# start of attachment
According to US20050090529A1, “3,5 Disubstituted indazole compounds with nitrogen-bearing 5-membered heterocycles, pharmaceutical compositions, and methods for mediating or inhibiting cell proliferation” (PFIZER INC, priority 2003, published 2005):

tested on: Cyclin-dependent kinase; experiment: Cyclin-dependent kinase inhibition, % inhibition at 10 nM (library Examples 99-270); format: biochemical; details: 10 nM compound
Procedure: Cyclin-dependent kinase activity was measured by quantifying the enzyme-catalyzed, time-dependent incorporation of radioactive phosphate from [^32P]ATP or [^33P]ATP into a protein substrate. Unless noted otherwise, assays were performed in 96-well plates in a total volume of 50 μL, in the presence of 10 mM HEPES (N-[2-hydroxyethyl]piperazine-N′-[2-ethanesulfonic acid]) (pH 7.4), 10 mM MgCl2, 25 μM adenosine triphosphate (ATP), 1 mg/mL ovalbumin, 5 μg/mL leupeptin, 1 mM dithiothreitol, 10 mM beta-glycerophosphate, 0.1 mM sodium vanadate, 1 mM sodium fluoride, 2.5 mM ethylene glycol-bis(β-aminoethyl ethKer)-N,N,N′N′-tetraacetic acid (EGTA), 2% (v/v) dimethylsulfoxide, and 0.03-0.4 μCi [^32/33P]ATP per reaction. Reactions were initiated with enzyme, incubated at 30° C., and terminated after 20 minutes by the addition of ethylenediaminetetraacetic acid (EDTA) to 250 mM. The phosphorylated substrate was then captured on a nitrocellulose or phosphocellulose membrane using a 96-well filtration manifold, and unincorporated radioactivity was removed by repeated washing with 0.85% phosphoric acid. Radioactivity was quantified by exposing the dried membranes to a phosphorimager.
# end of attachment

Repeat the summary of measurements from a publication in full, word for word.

According to US20050090529A1, “3,5 Disubstituted indazole compounds with nitrogen-bearing 5-membered heterocycles, pharmaceutical compositions, and methods for mediating or inhibiting cell proliferation” (PFIZER INC, priority 2003, published 2005):

tested on: Cyclin-dependent kinase; experiment: Cyclin-dependent kinase inhibition, % inhibition at 10 nM (library Examples 99-270); format: biochemical; details: 10 nM compound
Procedure: Cyclin-dependent kinase activity was measured by quantifying the enzyme-catalyzed, time-dependent incorporation of radioactive phosphate from [^32P]ATP or [^33P]ATP into a protein substrate. Unless noted otherwise, assays were performed in 96-well plates in a total volume of 50 μL, in the presence of 10 mM HEPES (N-[2-hydroxyethyl]piperazine-N′-[2-ethanesulfonic acid]) (pH 7.4), 10 mM MgCl2, 25 μM adenosine triphosphate (ATP), 1 mg/mL ovalbumin, 5 μg/mL leupeptin, 1 mM dithiothreitol, 10 mM beta-glycerophosphate, 0.1 mM sodium vanadate, 1 mM sodium fluoride, 2.5 mM ethylene glycol-bis(β-aminoethyl ethKer)-N,N,N′N′-tetraacetic acid (EGTA), 2% (v/v) dimethylsulfoxide, and 0.03-0.4 μCi [^32/33P]ATP per reaction. Reactions were initiated with enzyme, incubated at 30° C., and terminated after 20 minutes by the addition of ethylenediaminetetraacetic acid (EDTA) to 250 mM. The phosphorylated substrate was then captured on a nitrocellulose or phosphocellulose membrane using a 96-well filtration manifold, and unincorporated radioactivity was removed by repeated washing with 0.85% phosphoric acid. Radioactivity was quantified by exposing the dried membranes to a phosphorimager.